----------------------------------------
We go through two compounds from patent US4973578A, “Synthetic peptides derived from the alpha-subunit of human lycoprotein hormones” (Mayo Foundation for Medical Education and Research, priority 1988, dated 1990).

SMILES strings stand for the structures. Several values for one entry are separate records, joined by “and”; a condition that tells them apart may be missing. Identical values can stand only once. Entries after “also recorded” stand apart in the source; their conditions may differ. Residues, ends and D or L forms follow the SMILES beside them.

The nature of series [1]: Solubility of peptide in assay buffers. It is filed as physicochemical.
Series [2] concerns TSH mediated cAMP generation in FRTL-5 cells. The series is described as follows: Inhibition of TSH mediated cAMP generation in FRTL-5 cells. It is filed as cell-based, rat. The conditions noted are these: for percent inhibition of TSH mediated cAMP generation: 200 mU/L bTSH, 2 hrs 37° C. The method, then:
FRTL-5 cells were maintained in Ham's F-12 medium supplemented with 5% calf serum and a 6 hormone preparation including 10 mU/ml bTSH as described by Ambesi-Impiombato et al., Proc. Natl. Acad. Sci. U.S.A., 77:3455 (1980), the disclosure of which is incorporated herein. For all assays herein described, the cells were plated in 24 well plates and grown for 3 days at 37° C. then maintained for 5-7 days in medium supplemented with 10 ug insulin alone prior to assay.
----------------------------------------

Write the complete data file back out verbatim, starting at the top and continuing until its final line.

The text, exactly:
We go through two compounds from patent US4973578A, “Synthetic peptides derived from the alpha-subunit of human lycoprotein hormones” (Mayo Foundation for Medical Education and Research, priority 1988, dated 1990).

SMILES strings stand for the structures. Several values for one entry are separate records, joined by “and”; a condition that tells them apart may be missing. Identical values can stand only once. Entries after “also recorded” stand apart in the source; their conditions may differ. Residues, ends and D or L forms follow the SMILES beside them.

The nature of series [1]: Solubility of peptide in assay buffers. It is filed as physicochemical.
Series [2] concerns TSH mediated cAMP generation in FRTL-5 cells. The series is described as follows: Inhibition of TSH mediated cAMP generation in FRTL-5 cells. It is filed as cell-based, rat. The conditions noted are these: for percent inhibition of TSH mediated cAMP generation: 200 mU/L bTSH, 2 hrs 37° C. The method, then:
FRTL-5 cells were maintained in Ham's F-12 medium supplemented with 5% calf serum and a 6 hormone preparation including 10 mU/ml bTSH as described by Ambesi-Impiombato et al., Proc. Natl. Acad. Sci. U.S.A., 77:3455 (1980), the disclosure of which is incorporated herein. For all assays herein described, the cells were plated in 24 well plates and grown for 3 days at 37° C. then maintained for 5-7 days in medium supplemented with 10 ug insulin alone prior to assay.